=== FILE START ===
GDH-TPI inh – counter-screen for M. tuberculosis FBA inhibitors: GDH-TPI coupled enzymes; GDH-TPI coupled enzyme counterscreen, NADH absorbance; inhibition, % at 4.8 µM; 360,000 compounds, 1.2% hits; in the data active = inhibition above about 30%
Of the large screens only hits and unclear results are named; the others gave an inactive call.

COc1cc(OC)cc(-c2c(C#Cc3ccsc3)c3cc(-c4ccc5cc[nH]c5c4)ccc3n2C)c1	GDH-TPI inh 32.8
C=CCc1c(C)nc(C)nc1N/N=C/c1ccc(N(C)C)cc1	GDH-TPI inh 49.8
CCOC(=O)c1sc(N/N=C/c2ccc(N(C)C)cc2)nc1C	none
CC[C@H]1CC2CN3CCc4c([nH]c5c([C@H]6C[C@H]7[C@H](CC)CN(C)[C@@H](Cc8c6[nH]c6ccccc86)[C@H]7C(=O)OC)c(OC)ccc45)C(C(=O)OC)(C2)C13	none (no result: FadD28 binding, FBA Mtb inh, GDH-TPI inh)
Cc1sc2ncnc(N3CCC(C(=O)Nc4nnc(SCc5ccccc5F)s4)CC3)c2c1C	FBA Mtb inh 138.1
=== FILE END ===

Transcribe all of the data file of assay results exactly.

GDH-TPI inh – counter-screen for M. tuberculosis FBA inhibitors: GDH-TPI coupled enzymes; GDH-TPI coupled enzyme counterscreen, NADH absorbance; inhibition, % at 4.8 µM; 360,000 compounds, 1.2% hits; in the data active = inhibition above about 30%
Of the large screens only hits and unclear results are named; the others gave an inactive call.

COc1cc(OC)cc(-c2c(C#Cc3ccsc3)c3cc(-c4ccc5cc[nH]c5c4)ccc3n2C)c1	GDH-TPI inh 32.8
C=CCc1c(C)nc(C)nc1N/N=C/c1ccc(N(C)C)cc1	GDH-TPI inh 49.8
CCOC(=O)c1sc(N/N=C/c2ccc(N(C)C)cc2)nc1C	none
CC[C@H]1CC2CN3CCc4c([nH]c5c([C@H]6C[C@H]7[C@H](CC)CN(C)[C@@H](Cc8c6[nH]c6ccccc86)[C@H]7C(=O)OC)c(OC)ccc45)C(C(=O)OC)(C2)C13	none (no result: FadD28 binding, FBA Mtb inh, GDH-TPI inh)
Cc1sc2ncnc(N3CCC(C(=O)Nc4nnc(SCc5ccccc5F)s4)CC3)c2c1C	FBA Mtb inh 138.1